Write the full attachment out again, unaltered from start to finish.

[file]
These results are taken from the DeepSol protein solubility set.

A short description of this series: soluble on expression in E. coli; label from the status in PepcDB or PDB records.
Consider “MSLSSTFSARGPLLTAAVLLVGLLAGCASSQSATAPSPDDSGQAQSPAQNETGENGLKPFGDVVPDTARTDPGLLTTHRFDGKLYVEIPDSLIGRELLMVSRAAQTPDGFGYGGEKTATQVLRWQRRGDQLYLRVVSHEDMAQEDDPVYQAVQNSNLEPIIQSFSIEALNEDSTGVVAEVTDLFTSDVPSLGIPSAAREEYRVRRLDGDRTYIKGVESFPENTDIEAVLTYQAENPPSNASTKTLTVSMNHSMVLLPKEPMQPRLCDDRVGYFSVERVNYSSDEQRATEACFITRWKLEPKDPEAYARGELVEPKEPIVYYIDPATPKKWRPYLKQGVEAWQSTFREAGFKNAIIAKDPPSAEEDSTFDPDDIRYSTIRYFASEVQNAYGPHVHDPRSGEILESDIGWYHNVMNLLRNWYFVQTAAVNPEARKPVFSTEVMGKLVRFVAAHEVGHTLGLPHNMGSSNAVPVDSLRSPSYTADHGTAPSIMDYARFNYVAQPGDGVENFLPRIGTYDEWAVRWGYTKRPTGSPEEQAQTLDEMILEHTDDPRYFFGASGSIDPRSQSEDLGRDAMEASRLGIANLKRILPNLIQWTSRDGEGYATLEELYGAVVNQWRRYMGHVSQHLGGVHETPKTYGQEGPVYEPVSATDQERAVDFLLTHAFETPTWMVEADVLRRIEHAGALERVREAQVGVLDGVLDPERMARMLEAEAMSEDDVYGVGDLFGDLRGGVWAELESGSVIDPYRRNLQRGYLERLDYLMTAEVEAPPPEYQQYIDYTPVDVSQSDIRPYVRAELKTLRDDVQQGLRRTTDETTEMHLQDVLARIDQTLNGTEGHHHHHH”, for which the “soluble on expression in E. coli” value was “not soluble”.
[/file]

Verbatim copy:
These results are taken from the DeepSol protein solubility set.

A short description of this series: soluble on expression in E. coli; label from the status in PepcDB or PDB records.
Consider “MSLSSTFSARGPLLTAAVLLVGLLAGCASSQSATAPSPDDSGQAQSPAQNETGENGLKPFGDVVPDTARTDPGLLTTHRFDGKLYVEIPDSLIGRELLMVSRAAQTPDGFGYGGEKTATQVLRWQRRGDQLYLRVVSHEDMAQEDDPVYQAVQNSNLEPIIQSFSIEALNEDSTGVVAEVTDLFTSDVPSLGIPSAAREEYRVRRLDGDRTYIKGVESFPENTDIEAVLTYQAENPPSNASTKTLTVSMNHSMVLLPKEPMQPRLCDDRVGYFSVERVNYSSDEQRATEACFITRWKLEPKDPEAYARGELVEPKEPIVYYIDPATPKKWRPYLKQGVEAWQSTFREAGFKNAIIAKDPPSAEEDSTFDPDDIRYSTIRYFASEVQNAYGPHVHDPRSGEILESDIGWYHNVMNLLRNWYFVQTAAVNPEARKPVFSTEVMGKLVRFVAAHEVGHTLGLPHNMGSSNAVPVDSLRSPSYTADHGTAPSIMDYARFNYVAQPGDGVENFLPRIGTYDEWAVRWGYTKRPTGSPEEQAQTLDEMILEHTDDPRYFFGASGSIDPRSQSEDLGRDAMEASRLGIANLKRILPNLIQWTSRDGEGYATLEELYGAVVNQWRRYMGHVSQHLGGVHETPKTYGQEGPVYEPVSATDQERAVDFLLTHAFETPTWMVEADVLRRIEHAGALERVREAQVGVLDGVLDPERMARMLEAEAMSEDDVYGVGDLFGDLRGGVWAELESGSVIDPYRRNLQRGYLERLDYLMTAEVEAPPPEYQQYIDYTPVDVSQSDIRPYVRAELKTLRDDVQQGLRRTTDETTEMHLQDVLARIDQTLNGTEGHHHHHH”, for which the “soluble on expression in E. coli” value was “not soluble”.